College receives $20 million gift

Published 8:30 am Friday, May 24, 2024

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It’s been a busy week for Hampden-Sydney College (H-SC). After celebrating its 166 graduates over the weekend, school staff announced a massive pledge, one that counts as the second largest in Hampden-Sydney’s history. Also, H-SC President Larry Stimpert gave an outline to county supervisors of where the school is at with enrollment and where they’re aiming.

But first, let’s talk about renovations. After all, that’s what the $20 million pledge from Endeavour Legacy Foundation will go to. School officials say plans are to take the money and use it to renovate Gilmer Hall. Formerly the college’s science center, it will be turned into a state-of-the-art teaching and learning facility. When construction is finished, the goal is for Gilmer to house the Economics & Business department, along with Government and Foreign Affairs.

“Endeavour Legacy Foundation is thrilled to be imagining the possibilities with Hampden-

Sydney College in taking on this major initiative with transformational potential,” the group said in a statement provided to media.

School officials said by investing in the Gilmer Hall renovation project, the Foundation is “creating an environment that will attract and inspire the best prospective students interested in business, finance, economics, politics, public affairs, and foreign relations.”’

It’s one of several projects in the works at Hampden-Sydney. Speaking to Prince Edward County supervisors during their Tuesday, May 14 meeting, Stimpert said the college was in one of its biggest construction phases in years.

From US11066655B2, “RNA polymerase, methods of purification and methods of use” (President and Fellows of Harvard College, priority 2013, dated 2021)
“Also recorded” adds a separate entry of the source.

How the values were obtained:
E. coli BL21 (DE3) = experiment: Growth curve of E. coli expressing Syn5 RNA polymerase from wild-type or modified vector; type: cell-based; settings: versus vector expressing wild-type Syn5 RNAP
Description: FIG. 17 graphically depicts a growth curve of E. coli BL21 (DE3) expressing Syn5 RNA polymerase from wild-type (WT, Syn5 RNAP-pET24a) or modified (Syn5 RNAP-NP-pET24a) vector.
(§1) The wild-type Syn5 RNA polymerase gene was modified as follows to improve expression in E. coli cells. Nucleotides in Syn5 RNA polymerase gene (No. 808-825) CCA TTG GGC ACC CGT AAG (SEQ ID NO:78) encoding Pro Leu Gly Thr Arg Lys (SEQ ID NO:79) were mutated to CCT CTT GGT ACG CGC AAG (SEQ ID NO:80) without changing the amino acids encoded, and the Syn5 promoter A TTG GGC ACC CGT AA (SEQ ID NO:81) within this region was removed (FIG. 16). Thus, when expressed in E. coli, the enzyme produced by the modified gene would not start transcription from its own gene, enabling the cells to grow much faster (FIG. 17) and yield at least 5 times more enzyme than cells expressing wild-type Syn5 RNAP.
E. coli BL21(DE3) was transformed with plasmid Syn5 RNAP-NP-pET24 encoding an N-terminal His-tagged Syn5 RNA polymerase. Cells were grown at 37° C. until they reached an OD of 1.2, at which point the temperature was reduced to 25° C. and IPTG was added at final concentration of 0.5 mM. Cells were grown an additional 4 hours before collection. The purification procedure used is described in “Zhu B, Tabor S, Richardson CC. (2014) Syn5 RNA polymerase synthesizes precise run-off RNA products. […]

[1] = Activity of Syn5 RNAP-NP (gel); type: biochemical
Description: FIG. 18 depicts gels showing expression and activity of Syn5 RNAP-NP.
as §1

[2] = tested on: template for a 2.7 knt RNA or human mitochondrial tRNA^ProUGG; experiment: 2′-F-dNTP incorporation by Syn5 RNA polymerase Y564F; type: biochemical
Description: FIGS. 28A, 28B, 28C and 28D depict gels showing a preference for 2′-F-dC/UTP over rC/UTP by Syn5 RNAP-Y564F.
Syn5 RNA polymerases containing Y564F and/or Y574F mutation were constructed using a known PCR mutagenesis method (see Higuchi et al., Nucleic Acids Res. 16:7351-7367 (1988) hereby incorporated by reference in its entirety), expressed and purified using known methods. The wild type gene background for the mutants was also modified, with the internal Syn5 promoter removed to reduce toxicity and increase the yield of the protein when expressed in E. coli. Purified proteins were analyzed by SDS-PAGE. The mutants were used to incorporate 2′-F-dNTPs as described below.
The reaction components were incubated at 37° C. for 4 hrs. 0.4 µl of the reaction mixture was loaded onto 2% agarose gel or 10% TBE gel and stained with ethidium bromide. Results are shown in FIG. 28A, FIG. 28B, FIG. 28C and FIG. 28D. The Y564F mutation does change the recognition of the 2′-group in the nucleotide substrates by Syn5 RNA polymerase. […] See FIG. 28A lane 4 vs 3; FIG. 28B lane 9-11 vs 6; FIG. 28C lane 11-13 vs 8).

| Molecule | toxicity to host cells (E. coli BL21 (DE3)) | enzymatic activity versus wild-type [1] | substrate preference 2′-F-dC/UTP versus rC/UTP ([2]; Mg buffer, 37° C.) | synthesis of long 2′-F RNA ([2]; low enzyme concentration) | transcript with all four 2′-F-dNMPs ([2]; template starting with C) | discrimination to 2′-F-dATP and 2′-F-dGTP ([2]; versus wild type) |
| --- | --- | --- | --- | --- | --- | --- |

“We now have over $170 million in construction either completed, underway or planned for the campus,” Stimpert told supervisors.


Beyond department buildings, school officials are looking at expansion for some of the extracurriculars they offer. Stimpert gave the example of the shooting facility Hampden-Sydney operates at the Slate Hill Plantation. Two years ago, Prince Edward supervisors signed off on a special use permit for H-SC to operate the shooting facility, which now houses events for alumni and current students alike.

“It has been a great offering,” Stimpert said. “We know there are a lot of guys, because we are a rural campus, who have an interest in hunting, fishing, shooting. It’s been a way for us to recruit.”

In fact, he added, there’s currently more interest than Hampden-Sydney can accommodate, when it comes to using the shooting facility. As a result, school staff submitted a request to expand the special use permit to Prince Edward. Stimpert said he hopes that will make its way to the planning board in the months to come.

For the fall semester, Hampden-Sydney expects to have just at or slightly above 1,000 students. Events like the basketball team’s run to the national championship game served as a great marketing tool in recruiting. As it stands, Stimpert said he’s happy with where the college is, but does plan to work on expanding a bit more in the years ahead.

“Our goal is to get to about 1200 and stay there,” Stimpert said. “We think it’ll take about three years to get there.”